In its order, the Court explained that “incarcerated individuals are not excludable as an ‘eligible individual’ under the Act,” and that the IRS therefore acted contrary to law by withholding stimulus relief from them.  The Court also held that the government’s “policy of excluding incarcerated individuals from receiving [a CARES Act payment] solely on the basis of their incarcerated status is arbitrary and capricious.”  As a result, the Court entered final summary judgment for the Plaintiffs and a nationwide class of people incarcerated in state and federal prisons.

The Court’s holding converts the preliminary injunction entered on September 24, 2020 into a permanent injunction.  As a result, the IRS is required to stop denying stimulus relief to people who are incarcerated solely for that reason, to re-issue payments that were previously retracted from incarcerated people by October 24, 2020, and to re-consider any claim for a refund check that was previously denied by the same date.  The government will be required to file a declaration by November 9, 2020 confirming its compliance and including data about the number and amount of stimulus relief disbursed as a result of the order.

Attorneys representing the Class believe that Judge Hamilton’s order makes available $1,200 stimulus checks for up to 1.5 million people believed to be incarcerated in the United States.  Based on a Treasury Inspector General for Tax Administration report published earlier this year, this is expected to result in automatic payments to at least 84,000 people totaling $100 million dollars.  Other affected individuals in the class who did not file 2018 or 2019 tax returns must take affirmative steps to submit claims by mail before October 30, 2020 (or, if filed online, by November 21, 2020) to retrieve stimulus relief before the end of the year.  More information about filing those requests can be found at www.caresactprisoncase.org.

The Court denied Plaintiffs’ claim that the government also unlawfully failed to act, but that decision has no effect on the relief awarded to the Class.

Incarcerated CARES Act Claims Paper Postmark Deadline Extended to October 30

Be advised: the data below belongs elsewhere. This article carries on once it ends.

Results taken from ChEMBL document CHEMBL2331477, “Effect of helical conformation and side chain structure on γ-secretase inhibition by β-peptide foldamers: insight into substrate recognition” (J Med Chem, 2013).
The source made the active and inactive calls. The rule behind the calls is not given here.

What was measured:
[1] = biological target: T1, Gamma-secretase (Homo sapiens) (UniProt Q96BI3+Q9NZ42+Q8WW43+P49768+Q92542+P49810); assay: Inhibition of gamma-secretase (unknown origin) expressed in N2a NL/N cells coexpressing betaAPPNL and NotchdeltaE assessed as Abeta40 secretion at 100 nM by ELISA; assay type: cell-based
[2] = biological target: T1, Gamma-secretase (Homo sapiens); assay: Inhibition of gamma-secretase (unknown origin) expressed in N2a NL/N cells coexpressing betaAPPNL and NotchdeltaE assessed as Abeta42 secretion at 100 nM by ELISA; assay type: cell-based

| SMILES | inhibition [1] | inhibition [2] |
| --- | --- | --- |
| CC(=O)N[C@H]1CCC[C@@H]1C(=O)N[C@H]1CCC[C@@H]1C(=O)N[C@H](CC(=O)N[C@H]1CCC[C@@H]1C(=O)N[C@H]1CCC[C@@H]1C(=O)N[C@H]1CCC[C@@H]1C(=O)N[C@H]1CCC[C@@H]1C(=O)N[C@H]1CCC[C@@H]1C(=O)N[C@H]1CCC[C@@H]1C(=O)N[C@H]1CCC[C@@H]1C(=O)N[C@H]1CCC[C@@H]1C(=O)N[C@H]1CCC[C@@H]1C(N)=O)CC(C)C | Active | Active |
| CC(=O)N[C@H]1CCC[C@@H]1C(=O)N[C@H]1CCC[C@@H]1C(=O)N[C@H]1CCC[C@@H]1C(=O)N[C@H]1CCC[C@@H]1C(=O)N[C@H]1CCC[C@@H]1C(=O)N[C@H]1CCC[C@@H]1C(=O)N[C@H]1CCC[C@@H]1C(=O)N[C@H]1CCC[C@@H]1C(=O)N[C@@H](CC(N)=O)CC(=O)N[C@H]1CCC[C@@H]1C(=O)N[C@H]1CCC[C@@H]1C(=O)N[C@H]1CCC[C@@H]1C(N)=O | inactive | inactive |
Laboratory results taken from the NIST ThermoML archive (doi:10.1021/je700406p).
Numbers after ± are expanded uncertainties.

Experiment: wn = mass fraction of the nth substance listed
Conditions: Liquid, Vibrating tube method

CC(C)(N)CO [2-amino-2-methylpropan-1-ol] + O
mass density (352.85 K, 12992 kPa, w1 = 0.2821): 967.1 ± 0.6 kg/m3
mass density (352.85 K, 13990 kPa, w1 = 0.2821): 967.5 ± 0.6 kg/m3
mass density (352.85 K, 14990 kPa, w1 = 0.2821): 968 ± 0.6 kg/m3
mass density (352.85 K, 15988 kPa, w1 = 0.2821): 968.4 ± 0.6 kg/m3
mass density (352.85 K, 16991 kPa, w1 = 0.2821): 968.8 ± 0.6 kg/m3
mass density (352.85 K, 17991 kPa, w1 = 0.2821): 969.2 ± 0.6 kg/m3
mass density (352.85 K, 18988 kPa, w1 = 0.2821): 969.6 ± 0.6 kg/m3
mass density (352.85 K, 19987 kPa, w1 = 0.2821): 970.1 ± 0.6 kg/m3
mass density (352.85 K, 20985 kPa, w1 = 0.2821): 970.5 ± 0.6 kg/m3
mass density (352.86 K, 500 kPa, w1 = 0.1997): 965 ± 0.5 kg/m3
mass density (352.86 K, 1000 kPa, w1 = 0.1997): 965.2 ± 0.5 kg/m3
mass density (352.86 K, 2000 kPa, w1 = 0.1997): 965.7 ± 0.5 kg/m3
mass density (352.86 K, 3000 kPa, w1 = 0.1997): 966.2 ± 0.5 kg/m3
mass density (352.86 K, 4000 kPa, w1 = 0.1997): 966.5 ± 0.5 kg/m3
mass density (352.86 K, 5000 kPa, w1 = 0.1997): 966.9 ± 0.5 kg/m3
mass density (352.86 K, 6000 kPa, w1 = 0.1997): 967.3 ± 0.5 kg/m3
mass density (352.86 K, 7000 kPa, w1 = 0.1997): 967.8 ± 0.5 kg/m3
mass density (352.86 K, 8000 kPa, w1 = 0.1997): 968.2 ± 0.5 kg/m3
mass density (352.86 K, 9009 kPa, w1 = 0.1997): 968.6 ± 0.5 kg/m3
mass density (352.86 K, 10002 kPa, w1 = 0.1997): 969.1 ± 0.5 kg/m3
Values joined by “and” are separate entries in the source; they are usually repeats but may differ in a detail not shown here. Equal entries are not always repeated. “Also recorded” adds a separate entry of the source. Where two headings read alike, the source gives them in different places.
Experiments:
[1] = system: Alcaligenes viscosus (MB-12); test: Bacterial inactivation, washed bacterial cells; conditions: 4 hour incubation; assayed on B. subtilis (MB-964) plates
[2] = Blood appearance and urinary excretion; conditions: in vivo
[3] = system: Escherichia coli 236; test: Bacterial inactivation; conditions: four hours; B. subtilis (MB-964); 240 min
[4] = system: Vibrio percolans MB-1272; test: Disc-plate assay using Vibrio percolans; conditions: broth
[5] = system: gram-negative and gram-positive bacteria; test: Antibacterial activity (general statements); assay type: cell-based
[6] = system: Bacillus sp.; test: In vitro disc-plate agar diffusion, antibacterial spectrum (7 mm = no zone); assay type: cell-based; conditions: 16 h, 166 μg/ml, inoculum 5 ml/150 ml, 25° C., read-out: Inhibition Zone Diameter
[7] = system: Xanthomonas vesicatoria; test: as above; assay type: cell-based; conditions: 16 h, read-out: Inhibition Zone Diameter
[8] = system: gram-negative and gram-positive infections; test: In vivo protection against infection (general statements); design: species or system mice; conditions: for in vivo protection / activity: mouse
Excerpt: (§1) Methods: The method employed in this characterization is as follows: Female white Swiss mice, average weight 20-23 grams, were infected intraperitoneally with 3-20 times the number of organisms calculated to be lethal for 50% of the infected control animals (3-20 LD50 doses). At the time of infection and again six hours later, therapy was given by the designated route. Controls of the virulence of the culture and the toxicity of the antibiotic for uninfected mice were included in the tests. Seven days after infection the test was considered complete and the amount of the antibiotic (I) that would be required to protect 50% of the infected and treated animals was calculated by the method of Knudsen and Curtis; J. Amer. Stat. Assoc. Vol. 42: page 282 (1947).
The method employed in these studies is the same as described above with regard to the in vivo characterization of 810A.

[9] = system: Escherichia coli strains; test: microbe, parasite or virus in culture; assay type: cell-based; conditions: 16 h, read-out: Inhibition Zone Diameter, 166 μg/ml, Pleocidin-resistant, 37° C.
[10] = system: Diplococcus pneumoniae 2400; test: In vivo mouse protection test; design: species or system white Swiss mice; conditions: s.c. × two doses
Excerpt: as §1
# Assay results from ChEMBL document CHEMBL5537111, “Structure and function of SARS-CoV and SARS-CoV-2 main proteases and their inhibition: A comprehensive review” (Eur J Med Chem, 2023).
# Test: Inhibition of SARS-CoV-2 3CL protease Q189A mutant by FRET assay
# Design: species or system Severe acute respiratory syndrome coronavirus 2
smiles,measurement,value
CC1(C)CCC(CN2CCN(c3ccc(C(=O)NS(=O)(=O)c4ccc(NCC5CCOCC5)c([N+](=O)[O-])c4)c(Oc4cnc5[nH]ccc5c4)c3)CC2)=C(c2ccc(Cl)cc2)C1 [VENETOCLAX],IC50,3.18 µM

By |2020-10-08T04:38:49+00:00October 8th, 2020|Important Updates, News|

On October 7, 2020, the U.S. District Court ordered the IRS to apply an extension of the filing deadline for paper claims to October 30, 2020 (previously granted to certain community organizations) so that it would also apply to the claims of the incarcerated in the U.S. The Court thus extended the deadline for postmarked paper claims to October 30, 2020.

The Court also ordered the IRS to immediately correct misinformation on its website, issue accurate and updated guidance to its own employees on claimant eligibility, alert prison officials to the new extensions and other policy rulings, and send direct notice to incarcerated people about this now-expanded claims process.

If you still have questions…

Contact a lawyer at Lieff Cabraser.

Incarcerated CARES Act Claims Online Filing Deadline Extended to November 21

By |2020-10-08T04:37:38+00:00October 5th, 2020|Important Updates, News|

On October 5, 2020, the IRS announced it was extending the deadline for filing online claims to November 21, 2020.

Please note that the IRS has not agreed to approve electronic claims submitted by loved ones and third parties for people currently incarcerated. Please continue to check this web page for further updates.

The Judge’s preliminary injunction further ordered the defendants to reconsider their prior denial of advance refund payments to any person based on incarcerated status within 30 days, whether the denial was based on a 2018 or 2019 tax return, or on claims filed through the IRS’s online “Non-Filer” portal.

If you still have questions…

Contact a lawyer at Lieff Cabraser.